Around town the XV leaps off the line enthusiastically, but quickly falls victim to an underperforming torque output - the mid-range performance is a little dull.

Disappointingly, city fuel consumption registered almost 11.6 l/100km, way above the claimed city figure of 8.9 l/100km - even with its start-stop technology.

Refinement: Thanks to the natural balance of a boxer engine, there’s no harshness at any point in the rev range (a nice side effect of the lightweight, low friction internals).

Subaru’s Lineartronic CVT works wonders too for its smooth, refined power-delivery and unobtrusive character.

Suspension: Front MacPherson struts and rear independent double-wishbones carry the XV smoothly and without jarring over even quite jagged terrain.

There is an elastic feel to the way the wheels track over surface imperfections which gives a surprisingly comfortable ride.

Being upright and softly damped, cornering is slightly rolly, but the XV handles precisely and with good cornering grip.

Braking: Vented front rotors and solid rears provide confident stopping on bitumen and gravel. Repeated stops showed a little fade but braking performance is good pedal feel is excellent.



ANCAP rating: 5 stars

Safety features: Subaru’s trademark all-wheel-drive plays a big part of the safety package and it integrated with stability and traction control, ABS brakes with brake assist and brakeforce distribution.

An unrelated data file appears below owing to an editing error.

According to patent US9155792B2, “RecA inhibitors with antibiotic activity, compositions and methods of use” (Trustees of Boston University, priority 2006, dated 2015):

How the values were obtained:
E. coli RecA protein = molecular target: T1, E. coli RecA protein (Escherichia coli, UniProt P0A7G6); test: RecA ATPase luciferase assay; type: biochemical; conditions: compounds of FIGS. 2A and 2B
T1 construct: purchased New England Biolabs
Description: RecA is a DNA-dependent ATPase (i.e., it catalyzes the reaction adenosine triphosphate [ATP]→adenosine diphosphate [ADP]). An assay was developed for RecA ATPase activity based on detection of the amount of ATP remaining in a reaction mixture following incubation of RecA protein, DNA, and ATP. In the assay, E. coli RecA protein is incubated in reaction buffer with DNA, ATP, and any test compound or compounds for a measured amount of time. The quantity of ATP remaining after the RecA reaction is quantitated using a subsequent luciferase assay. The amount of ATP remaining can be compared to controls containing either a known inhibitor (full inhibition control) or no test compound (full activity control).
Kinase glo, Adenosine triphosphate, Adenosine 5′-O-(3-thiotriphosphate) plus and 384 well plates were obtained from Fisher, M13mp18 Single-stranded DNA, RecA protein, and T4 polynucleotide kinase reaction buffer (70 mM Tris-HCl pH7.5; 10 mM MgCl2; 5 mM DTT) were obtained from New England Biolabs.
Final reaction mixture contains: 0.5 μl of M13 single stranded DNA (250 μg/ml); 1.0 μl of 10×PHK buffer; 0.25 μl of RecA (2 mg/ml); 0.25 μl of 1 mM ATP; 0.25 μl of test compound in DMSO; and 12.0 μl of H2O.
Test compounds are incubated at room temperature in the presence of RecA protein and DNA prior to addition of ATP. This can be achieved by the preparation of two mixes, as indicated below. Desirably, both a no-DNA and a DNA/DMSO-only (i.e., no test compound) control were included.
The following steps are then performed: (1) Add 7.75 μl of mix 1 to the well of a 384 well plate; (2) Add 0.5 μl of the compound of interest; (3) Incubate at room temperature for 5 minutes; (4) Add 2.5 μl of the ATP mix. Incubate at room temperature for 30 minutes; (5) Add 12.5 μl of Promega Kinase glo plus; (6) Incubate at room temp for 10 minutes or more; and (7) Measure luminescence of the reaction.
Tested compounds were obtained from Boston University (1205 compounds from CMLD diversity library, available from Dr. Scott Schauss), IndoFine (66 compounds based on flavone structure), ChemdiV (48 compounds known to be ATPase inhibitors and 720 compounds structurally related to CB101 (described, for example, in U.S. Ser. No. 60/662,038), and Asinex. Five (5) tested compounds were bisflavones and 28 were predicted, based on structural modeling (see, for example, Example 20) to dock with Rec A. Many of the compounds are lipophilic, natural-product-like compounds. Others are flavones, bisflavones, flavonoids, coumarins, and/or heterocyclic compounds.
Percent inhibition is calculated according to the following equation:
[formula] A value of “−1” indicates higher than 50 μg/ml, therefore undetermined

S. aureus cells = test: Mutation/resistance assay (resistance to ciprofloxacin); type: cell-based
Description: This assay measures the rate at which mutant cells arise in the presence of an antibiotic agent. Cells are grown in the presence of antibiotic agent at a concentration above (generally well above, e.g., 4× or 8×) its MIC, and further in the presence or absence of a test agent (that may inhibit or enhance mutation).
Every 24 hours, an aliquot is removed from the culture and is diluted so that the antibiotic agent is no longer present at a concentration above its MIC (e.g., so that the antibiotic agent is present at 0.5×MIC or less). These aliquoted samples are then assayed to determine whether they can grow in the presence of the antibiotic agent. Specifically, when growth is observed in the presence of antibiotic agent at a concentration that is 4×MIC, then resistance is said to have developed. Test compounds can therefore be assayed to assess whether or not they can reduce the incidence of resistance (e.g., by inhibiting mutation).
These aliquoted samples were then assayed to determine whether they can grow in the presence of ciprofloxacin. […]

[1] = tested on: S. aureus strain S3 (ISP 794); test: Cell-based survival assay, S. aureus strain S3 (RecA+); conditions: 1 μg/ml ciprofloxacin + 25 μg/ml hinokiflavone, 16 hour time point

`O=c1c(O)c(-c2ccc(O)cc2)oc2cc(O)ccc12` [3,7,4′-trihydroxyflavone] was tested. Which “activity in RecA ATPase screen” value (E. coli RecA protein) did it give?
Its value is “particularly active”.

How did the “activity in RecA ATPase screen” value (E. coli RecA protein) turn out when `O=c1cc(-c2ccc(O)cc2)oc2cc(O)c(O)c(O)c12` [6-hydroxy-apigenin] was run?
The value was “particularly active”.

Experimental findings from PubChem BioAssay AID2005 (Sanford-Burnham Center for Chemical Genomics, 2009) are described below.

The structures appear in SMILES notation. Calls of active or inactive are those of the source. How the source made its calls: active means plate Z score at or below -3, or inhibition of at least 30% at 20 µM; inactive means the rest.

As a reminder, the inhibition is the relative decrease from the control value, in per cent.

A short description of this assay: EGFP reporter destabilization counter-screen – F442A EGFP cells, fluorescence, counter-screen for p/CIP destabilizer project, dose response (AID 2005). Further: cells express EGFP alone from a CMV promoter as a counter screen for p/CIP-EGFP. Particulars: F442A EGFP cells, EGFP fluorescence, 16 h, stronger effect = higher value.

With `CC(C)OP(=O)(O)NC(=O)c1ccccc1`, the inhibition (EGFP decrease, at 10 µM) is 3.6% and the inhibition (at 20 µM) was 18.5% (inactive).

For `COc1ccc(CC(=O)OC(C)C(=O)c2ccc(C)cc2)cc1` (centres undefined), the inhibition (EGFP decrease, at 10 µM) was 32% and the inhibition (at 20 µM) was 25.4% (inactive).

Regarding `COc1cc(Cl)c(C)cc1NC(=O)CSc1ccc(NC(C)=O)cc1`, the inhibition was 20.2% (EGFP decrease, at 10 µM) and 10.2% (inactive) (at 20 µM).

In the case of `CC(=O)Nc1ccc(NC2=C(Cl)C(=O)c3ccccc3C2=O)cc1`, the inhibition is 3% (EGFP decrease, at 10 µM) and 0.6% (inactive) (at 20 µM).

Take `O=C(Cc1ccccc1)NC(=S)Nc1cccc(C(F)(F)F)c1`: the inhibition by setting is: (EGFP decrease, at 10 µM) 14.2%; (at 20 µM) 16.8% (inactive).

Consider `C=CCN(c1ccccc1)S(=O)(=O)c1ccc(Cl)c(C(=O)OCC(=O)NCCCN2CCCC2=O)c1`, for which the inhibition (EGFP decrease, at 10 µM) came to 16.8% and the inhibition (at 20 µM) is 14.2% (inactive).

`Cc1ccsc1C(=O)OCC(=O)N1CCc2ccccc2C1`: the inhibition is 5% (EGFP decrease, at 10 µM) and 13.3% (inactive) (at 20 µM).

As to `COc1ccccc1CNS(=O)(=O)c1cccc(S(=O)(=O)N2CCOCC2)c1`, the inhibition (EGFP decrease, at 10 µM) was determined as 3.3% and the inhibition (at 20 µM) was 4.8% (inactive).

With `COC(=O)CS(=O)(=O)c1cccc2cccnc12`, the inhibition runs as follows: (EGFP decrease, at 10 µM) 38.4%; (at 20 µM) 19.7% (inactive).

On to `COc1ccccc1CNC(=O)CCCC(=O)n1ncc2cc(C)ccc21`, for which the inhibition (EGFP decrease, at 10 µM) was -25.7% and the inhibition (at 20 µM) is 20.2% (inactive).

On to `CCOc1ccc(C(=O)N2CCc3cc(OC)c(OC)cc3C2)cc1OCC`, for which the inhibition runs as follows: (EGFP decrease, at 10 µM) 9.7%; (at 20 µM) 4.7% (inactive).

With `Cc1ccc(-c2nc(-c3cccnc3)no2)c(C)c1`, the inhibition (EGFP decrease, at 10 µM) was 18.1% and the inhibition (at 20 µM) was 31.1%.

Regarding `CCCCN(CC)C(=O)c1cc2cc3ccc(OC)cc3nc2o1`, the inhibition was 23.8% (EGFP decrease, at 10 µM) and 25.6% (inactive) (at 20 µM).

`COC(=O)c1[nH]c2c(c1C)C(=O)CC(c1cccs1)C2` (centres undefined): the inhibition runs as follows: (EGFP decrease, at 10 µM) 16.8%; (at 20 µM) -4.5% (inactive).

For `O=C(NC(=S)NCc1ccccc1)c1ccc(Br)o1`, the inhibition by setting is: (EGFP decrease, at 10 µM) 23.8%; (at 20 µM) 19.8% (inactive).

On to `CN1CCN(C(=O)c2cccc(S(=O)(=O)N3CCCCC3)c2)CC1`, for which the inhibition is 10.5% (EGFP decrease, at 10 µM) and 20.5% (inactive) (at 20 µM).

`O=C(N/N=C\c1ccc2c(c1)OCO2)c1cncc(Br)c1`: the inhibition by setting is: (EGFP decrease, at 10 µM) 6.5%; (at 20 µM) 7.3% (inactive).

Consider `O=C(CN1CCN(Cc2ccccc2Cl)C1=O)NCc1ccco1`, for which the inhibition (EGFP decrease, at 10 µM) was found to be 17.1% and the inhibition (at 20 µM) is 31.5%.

All seats feature three-point belts and belt reminders, front belts also get pretensioners and height adjustment, there’s also a suite of seven airbags (dual front, side, curtain airbags and a driver’s kneebag)



Warranty: three years/unlimited kilometres

Service costs: Service intervals are every 12,500 kilometres or six months. For service costs contact your local dealer.



Nissan Dualis Ti 4x4 X-tronic ($34,390) - Nissan opened up a new subset to the segment with the Dualis, and the formula has really taken off. The engine outputs are so close that it’s hard to pick behind the wheel.

Nissan’s CVT isn’t quite as clever as the newer Subaru unit but interior comfort and style is good. (see Dualis reviews)

Kia Sportage Platinum ($36,720) - Like the XV, the Sportage makes an eye-catching first impression with svelte exterior lines and superior interior presentation.

On-road manners are no match for the sharp-handling Subaru but it’s well-built and has a good-sized interior and boot. (see Sportage reviews)

Mitsubishi ASX Aspire ($36,990) - The ASX seems more utilitarian and less-refined than the XV, and it’s no match on-road.

The older drivetrain is also starting to show its weaknesses but a rich equipment list adds to the value. (see ASX reviews)

Note: all prices are Manufacturer’s List Price and do not include dealer delivery or on-road costs.



Subaru’s XV compact SUV is a mixed bag. It provides great on-road feel and capable rough-road ability. For handling, it is certainly at the head of its segment.

But poor mid-range engine performance and fuel economy that doesn’t live up to expectations are debits to the score card. Points also have to come off for the compact boot although a large rear seat offers some compensation.

While its trendy lines and style make other small crossovers look a bit mundane, the XV might not be for you if you need to carry a boot full of prams on a regular basis or if most of your driving is on city streets (where fuel economy suffers).

It might be a ‘crossover’, but is better on the open road than shuffling around town.



  • 2012 Subaru XV 2.0i six-speed manual: $28,490
  • 2012 Subaru XV 2.0i CVT: $30,990
  • 2012 Subaru XV 2.0i-L six-speed manual: $31,990
  • 2012 Subaru XV 2.0i-L CVT: $34,490
  • 2012 Subaru XV 2.0i-S six-speed manual: $34,490
  • 2012 Subaru XV 2.0i-S CVT: $36,990